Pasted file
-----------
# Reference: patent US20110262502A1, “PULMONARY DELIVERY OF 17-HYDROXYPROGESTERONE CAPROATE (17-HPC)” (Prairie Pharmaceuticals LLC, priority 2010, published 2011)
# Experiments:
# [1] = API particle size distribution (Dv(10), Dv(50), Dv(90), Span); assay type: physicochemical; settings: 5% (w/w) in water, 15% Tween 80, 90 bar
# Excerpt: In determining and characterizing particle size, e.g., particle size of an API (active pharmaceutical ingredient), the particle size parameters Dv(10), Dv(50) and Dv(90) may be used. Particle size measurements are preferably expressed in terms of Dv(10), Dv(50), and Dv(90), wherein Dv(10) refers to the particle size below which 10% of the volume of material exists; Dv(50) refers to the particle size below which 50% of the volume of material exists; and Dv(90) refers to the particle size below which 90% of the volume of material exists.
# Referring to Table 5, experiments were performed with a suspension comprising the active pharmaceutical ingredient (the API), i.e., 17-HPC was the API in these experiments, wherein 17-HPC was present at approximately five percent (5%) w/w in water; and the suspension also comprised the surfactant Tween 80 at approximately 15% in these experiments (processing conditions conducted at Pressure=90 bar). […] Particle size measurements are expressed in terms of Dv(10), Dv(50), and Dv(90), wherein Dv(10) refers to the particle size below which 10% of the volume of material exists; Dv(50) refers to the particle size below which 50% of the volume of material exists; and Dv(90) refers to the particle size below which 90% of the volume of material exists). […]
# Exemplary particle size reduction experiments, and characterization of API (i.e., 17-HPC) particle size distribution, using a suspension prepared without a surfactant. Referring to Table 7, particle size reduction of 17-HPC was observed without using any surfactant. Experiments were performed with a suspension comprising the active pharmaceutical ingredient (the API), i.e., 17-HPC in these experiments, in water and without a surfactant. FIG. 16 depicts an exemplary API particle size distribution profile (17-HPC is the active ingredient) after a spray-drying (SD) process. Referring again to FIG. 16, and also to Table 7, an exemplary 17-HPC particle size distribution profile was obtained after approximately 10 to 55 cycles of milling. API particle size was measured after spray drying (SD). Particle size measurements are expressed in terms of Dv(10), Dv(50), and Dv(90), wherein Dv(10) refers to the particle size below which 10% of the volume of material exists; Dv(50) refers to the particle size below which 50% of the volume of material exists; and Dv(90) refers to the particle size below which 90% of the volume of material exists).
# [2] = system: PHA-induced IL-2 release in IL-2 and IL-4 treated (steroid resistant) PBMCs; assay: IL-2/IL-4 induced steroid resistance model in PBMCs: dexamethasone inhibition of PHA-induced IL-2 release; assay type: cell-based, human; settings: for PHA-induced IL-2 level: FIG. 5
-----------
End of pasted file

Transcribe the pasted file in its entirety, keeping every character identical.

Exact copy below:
# Reference: patent US20110262502A1, “PULMONARY DELIVERY OF 17-HYDROXYPROGESTERONE CAPROATE (17-HPC)” (Prairie Pharmaceuticals LLC, priority 2010, published 2011)
# Experiments:
# [1] = API particle size distribution (Dv(10), Dv(50), Dv(90), Span); assay type: physicochemical; settings: 5% (w/w) in water, 15% Tween 80, 90 bar
# Excerpt: In determining and characterizing particle size, e.g., particle size of an API (active pharmaceutical ingredient), the particle size parameters Dv(10), Dv(50) and Dv(90) may be used. Particle size measurements are preferably expressed in terms of Dv(10), Dv(50), and Dv(90), wherein Dv(10) refers to the particle size below which 10% of the volume of material exists; Dv(50) refers to the particle size below which 50% of the volume of material exists; and Dv(90) refers to the particle size below which 90% of the volume of material exists.
# Referring to Table 5, experiments were performed with a suspension comprising the active pharmaceutical ingredient (the API), i.e., 17-HPC was the API in these experiments, wherein 17-HPC was present at approximately five percent (5%) w/w in water; and the suspension also comprised the surfactant Tween 80 at approximately 15% in these experiments (processing conditions conducted at Pressure=90 bar). […] Particle size measurements are expressed in terms of Dv(10), Dv(50), and Dv(90), wherein Dv(10) refers to the particle size below which 10% of the volume of material exists; Dv(50) refers to the particle size below which 50% of the volume of material exists; and Dv(90) refers to the particle size below which 90% of the volume of material exists). […]
# Exemplary particle size reduction experiments, and characterization of API (i.e., 17-HPC) particle size distribution, using a suspension prepared without a surfactant. Referring to Table 7, particle size reduction of 17-HPC was observed without using any surfactant. Experiments were performed with a suspension comprising the active pharmaceutical ingredient (the API), i.e., 17-HPC in these experiments, in water and without a surfactant. FIG. 16 depicts an exemplary API particle size distribution profile (17-HPC is the active ingredient) after a spray-drying (SD) process. Referring again to FIG. 16, and also to Table 7, an exemplary 17-HPC particle size distribution profile was obtained after approximately 10 to 55 cycles of milling. API particle size was measured after spray drying (SD). Particle size measurements are expressed in terms of Dv(10), Dv(50), and Dv(90), wherein Dv(10) refers to the particle size below which 10% of the volume of material exists; Dv(50) refers to the particle size below which 50% of the volume of material exists; and Dv(90) refers to the particle size below which 90% of the volume of material exists).
# [2] = system: PHA-induced IL-2 release in IL-2 and IL-4 treated (steroid resistant) PBMCs; assay: IL-2/IL-4 induced steroid resistance model in PBMCs: dexamethasone inhibition of PHA-induced IL-2 release; assay type: cell-based, human; settings: for PHA-induced IL-2 level: FIG. 5